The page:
9 August 2011
New research links social networks to mental illness in teens
Research from California State University has linked mental illness, behavioural issues and ‘narcissistic tendencies’ to spending too much time on social networking sites such as Facebook and Twitter.
Professor of Psychology, Dr Larry Rosen said that social networks encourage young people to exhibit anti-social, aggressive and vain behaviours. In the same vain, he added that it can also have a positive impact, helping some teens to find self confidence and feel empathy for others.
Dr Rosen discussed his findings at a conference held by the American Psychological Association, his talk was entitled, “Poke Me: How Social Networks Can Both Help and Harm Our Kids.” He said, “While nobody can deny that Facebook has altered the landscape for social interaction, particularly among young people, we are just now starting to see solid psychological research demonstrating both the positives and negatives."
Parents were offered advice to tackle their children’s use of social networks. Rosen said, “You have to start talking about appropriate technology use early and often and build trust, so that when there is a problem, whether it is being bullied or seeing a disturbing image, your child will talk to you about it.”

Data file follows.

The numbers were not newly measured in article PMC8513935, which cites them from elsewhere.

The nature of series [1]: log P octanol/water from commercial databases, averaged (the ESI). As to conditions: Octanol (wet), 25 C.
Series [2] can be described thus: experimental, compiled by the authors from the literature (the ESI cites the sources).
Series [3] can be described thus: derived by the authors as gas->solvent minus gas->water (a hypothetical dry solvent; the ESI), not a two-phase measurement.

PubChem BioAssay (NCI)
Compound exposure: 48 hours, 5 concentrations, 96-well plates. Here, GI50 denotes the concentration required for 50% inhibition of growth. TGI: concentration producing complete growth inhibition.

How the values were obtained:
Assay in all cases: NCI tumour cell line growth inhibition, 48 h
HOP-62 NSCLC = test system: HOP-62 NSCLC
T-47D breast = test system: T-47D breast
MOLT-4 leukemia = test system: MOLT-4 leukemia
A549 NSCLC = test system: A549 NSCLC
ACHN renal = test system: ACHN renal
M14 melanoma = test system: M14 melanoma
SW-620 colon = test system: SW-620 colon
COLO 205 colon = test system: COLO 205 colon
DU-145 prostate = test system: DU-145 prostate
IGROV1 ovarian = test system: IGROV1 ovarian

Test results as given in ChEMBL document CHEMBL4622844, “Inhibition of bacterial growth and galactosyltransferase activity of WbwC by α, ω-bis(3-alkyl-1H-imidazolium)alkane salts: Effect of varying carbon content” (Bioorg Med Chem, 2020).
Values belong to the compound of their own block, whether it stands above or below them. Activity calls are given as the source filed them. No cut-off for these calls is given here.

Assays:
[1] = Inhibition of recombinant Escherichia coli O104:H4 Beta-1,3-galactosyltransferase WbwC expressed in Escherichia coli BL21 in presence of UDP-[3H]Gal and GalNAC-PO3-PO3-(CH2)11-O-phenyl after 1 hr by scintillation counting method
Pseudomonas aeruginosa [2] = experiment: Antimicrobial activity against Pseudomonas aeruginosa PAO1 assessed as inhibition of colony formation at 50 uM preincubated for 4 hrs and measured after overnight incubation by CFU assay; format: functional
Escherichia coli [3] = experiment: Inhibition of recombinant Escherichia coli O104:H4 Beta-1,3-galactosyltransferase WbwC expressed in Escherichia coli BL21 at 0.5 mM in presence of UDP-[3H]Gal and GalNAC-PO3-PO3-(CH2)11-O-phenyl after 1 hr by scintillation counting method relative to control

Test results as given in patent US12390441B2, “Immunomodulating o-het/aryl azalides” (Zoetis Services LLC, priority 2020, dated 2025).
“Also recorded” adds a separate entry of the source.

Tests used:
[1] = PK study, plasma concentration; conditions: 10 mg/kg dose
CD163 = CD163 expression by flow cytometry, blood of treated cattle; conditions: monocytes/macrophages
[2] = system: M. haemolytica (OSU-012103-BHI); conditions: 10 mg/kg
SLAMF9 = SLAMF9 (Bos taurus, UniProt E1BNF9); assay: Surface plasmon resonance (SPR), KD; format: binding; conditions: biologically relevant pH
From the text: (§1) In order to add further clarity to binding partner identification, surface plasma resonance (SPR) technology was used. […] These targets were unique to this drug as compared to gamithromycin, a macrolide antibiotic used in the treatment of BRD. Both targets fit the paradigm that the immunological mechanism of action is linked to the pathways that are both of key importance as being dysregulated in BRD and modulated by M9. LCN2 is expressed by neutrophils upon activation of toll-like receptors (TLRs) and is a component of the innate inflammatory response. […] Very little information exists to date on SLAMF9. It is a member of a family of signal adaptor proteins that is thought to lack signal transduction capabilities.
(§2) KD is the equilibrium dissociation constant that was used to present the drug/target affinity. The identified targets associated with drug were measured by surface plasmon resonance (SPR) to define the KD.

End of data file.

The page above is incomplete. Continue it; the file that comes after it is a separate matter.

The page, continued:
Rosen also advised parents to pay attention to online trends and new technologies and applications.
Excessive amounts of time spent on social networks has also been linked to poor school performance. Scientists finding that teenagers who checked their profiles and updates from their smart phones every 15 minutes whilst studying, achieved lower grades than those who didn’t.
Of course we can’t forget the connections being made to the London riots and social networks such as Twitter and mobile devices, in particularly Blackberry Messenger – both in terms of fueling the riots and now in the clean ups taking place across the capital.
Image credit: escapedtowisconsin on Flickr
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